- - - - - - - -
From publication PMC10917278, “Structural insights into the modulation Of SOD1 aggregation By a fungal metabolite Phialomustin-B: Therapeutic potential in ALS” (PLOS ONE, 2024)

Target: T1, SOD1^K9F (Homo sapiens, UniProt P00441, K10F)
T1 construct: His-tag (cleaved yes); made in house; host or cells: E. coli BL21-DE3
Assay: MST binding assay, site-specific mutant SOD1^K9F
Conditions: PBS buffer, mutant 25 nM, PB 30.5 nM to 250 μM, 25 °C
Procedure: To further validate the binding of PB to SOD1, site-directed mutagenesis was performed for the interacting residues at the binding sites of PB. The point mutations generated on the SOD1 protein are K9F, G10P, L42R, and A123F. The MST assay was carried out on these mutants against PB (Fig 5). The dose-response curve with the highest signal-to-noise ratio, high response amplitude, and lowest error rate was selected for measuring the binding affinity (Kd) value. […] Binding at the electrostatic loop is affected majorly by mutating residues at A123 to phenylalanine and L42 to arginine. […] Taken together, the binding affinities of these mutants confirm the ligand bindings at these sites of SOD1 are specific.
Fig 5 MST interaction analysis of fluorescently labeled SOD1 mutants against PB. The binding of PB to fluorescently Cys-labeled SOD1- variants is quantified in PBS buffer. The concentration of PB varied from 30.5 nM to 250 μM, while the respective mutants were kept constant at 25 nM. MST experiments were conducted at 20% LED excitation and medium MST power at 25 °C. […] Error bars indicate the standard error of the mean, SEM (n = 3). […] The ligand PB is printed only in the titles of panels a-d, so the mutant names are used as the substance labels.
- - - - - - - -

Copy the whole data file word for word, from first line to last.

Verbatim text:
From publication PMC10917278, “Structural insights into the modulation Of SOD1 aggregation By a fungal metabolite Phialomustin-B: Therapeutic potential in ALS” (PLOS ONE, 2024)

Target: T1, SOD1^K9F (Homo sapiens, UniProt P00441, K10F)
T1 construct: His-tag (cleaved yes); made in house; host or cells: E. coli BL21-DE3
Assay: MST binding assay, site-specific mutant SOD1^K9F
Conditions: PBS buffer, mutant 25 nM, PB 30.5 nM to 250 μM, 25 °C
Procedure: To further validate the binding of PB to SOD1, site-directed mutagenesis was performed for the interacting residues at the binding sites of PB. The point mutations generated on the SOD1 protein are K9F, G10P, L42R, and A123F. The MST assay was carried out on these mutants against PB (Fig 5). The dose-response curve with the highest signal-to-noise ratio, high response amplitude, and lowest error rate was selected for measuring the binding affinity (Kd) value. […] Binding at the electrostatic loop is affected majorly by mutating residues at A123 to phenylalanine and L42 to arginine. […] Taken together, the binding affinities of these mutants confirm the ligand bindings at these sites of SOD1 are specific.
Fig 5 MST interaction analysis of fluorescently labeled SOD1 mutants against PB. The binding of PB to fluorescently Cys-labeled SOD1- variants is quantified in PBS buffer. The concentration of PB varied from 30.5 nM to 250 μM, while the respective mutants were kept constant at 25 nM. MST experiments were conducted at 20% LED excitation and medium MST power at 25 °C. […] Error bars indicate the standard error of the mean, SEM (n = 3). […] The ligand PB is printed only in the titles of panels a-d, so the mutant names are used as the substance labels.